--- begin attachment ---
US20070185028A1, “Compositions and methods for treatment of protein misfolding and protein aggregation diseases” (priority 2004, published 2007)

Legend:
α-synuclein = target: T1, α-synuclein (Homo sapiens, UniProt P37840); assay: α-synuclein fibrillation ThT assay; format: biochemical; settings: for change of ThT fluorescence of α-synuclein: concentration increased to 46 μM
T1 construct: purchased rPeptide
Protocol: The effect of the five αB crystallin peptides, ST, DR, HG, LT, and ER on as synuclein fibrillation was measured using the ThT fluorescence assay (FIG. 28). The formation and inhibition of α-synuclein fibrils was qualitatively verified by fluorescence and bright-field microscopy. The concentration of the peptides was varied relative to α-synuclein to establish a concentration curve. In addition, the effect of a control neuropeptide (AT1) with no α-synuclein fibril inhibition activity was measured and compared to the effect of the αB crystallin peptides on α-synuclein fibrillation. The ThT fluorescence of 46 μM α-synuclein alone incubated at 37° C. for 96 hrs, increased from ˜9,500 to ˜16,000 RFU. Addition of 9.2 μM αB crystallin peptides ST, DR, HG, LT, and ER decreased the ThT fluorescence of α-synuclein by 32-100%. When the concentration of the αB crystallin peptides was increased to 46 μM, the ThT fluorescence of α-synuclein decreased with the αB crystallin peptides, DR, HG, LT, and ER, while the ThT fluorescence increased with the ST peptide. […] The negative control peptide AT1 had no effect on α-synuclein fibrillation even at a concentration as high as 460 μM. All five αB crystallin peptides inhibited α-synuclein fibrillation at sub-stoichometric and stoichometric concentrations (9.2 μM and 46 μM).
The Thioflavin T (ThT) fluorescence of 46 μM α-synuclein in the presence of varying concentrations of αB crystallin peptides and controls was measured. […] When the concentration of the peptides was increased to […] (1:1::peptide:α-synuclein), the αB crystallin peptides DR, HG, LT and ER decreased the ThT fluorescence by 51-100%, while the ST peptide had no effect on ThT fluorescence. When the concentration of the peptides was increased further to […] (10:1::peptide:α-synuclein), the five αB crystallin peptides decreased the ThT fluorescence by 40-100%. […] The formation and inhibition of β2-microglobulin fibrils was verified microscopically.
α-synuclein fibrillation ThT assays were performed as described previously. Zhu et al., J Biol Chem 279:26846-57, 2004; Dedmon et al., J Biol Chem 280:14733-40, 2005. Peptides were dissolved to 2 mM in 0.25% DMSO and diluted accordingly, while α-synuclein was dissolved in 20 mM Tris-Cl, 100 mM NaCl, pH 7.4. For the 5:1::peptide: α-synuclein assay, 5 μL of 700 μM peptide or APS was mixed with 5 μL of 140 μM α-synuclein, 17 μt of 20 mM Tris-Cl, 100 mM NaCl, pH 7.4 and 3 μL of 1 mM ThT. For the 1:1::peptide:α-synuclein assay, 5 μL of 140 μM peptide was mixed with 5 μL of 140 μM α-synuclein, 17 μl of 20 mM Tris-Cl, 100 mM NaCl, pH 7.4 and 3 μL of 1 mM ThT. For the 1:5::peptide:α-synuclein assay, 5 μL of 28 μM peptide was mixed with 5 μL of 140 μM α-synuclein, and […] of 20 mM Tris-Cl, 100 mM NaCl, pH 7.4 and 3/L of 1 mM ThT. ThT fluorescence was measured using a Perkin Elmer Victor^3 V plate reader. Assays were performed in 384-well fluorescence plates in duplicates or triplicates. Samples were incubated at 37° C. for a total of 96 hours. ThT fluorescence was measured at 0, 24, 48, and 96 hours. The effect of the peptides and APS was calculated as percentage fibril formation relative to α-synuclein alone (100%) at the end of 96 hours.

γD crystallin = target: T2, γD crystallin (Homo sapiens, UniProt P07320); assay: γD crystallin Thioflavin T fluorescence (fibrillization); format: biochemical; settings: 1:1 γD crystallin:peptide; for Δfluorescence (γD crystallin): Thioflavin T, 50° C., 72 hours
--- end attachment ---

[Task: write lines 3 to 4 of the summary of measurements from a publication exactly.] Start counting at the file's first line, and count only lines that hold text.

α-synuclein = target: T1, α-synuclein (Homo sapiens, UniProt P37840); assay: α-synuclein fibrillation ThT assay; format: biochemical; settings: for change of ThT fluorescence of α-synuclein: concentration increased to 46 μM
T1 construct: purchased rPeptide